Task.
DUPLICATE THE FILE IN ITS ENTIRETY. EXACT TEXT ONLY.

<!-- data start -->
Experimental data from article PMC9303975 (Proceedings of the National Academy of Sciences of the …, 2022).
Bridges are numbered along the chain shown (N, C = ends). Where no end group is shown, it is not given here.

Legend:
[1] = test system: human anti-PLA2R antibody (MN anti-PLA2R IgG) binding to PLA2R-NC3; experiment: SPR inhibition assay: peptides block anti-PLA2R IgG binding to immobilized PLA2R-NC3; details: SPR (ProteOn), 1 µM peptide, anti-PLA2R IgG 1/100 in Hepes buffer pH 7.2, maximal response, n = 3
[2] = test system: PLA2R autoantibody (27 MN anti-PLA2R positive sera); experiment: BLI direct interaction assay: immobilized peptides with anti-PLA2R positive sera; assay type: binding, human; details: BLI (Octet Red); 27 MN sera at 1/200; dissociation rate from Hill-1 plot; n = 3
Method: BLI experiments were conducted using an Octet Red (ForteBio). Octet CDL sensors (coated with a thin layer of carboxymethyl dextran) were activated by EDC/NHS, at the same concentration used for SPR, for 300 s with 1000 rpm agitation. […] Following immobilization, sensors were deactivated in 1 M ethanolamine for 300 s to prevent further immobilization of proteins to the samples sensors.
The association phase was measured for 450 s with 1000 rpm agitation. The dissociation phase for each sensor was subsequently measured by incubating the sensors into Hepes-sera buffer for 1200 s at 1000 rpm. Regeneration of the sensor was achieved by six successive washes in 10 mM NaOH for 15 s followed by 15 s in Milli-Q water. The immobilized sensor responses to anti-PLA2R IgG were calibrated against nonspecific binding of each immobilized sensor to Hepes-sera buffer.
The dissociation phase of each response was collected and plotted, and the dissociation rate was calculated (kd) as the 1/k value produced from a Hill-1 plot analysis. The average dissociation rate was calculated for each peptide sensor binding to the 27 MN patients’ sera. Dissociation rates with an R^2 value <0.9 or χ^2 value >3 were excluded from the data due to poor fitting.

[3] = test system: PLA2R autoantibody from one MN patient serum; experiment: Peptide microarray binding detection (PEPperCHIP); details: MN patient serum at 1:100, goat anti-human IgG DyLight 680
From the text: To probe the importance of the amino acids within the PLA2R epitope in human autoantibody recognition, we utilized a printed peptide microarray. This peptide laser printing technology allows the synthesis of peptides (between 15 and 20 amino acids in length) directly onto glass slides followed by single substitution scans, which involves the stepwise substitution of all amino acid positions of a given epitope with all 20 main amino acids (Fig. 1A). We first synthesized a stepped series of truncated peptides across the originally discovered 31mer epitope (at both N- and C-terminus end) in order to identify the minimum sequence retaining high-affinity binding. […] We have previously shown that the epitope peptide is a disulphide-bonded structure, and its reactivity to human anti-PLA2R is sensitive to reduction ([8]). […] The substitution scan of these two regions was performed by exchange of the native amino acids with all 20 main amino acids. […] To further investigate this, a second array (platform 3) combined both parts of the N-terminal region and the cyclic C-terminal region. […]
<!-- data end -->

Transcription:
Experimental data from article PMC9303975 (Proceedings of the National Academy of Sciences of the …, 2022).
Bridges are numbered along the chain shown (N, C = ends). Where no end group is shown, it is not given here.

Legend:
[1] = test system: human anti-PLA2R antibody (MN anti-PLA2R IgG) binding to PLA2R-NC3; experiment: SPR inhibition assay: peptides block anti-PLA2R IgG binding to immobilized PLA2R-NC3; details: SPR (ProteOn), 1 µM peptide, anti-PLA2R IgG 1/100 in Hepes buffer pH 7.2, maximal response, n = 3
[2] = test system: PLA2R autoantibody (27 MN anti-PLA2R positive sera); experiment: BLI direct interaction assay: immobilized peptides with anti-PLA2R positive sera; assay type: binding, human; details: BLI (Octet Red); 27 MN sera at 1/200; dissociation rate from Hill-1 plot; n = 3
Method: BLI experiments were conducted using an Octet Red (ForteBio). Octet CDL sensors (coated with a thin layer of carboxymethyl dextran) were activated by EDC/NHS, at the same concentration used for SPR, for 300 s with 1000 rpm agitation. […] Following immobilization, sensors were deactivated in 1 M ethanolamine for 300 s to prevent further immobilization of proteins to the samples sensors.
The association phase was measured for 450 s with 1000 rpm agitation. The dissociation phase for each sensor was subsequently measured by incubating the sensors into Hepes-sera buffer for 1200 s at 1000 rpm. Regeneration of the sensor was achieved by six successive washes in 10 mM NaOH for 15 s followed by 15 s in Milli-Q water. The immobilized sensor responses to anti-PLA2R IgG were calibrated against nonspecific binding of each immobilized sensor to Hepes-sera buffer.
The dissociation phase of each response was collected and plotted, and the dissociation rate was calculated (kd) as the 1/k value produced from a Hill-1 plot analysis. The average dissociation rate was calculated for each peptide sensor binding to the 27 MN patients’ sera. Dissociation rates with an R^2 value <0.9 or χ^2 value >3 were excluded from the data due to poor fitting.

[3] = test system: PLA2R autoantibody from one MN patient serum; experiment: Peptide microarray binding detection (PEPperCHIP); details: MN patient serum at 1:100, goat anti-human IgG DyLight 680
From the text: To probe the importance of the amino acids within the PLA2R epitope in human autoantibody recognition, we utilized a printed peptide microarray. This peptide laser printing technology allows the synthesis of peptides (between 15 and 20 amino acids in length) directly onto glass slides followed by single substitution scans, which involves the stepwise substitution of all amino acid positions of a given epitope with all 20 main amino acids (Fig. 1A). We first synthesized a stepped series of truncated peptides across the originally discovered 31mer epitope (at both N- and C-terminus end) in order to identify the minimum sequence retaining high-affinity binding. […] We have previously shown that the epitope peptide is a disulphide-bonded structure, and its reactivity to human anti-PLA2R is sensitive to reduction ([8]). […] The substitution scan of these two regions was performed by exchange of the native amino acids with all 20 main amino acids. […] To further investigate this, a second array (platform 3) combined both parts of the N-terminal region and the cyclic C-terminal region. […]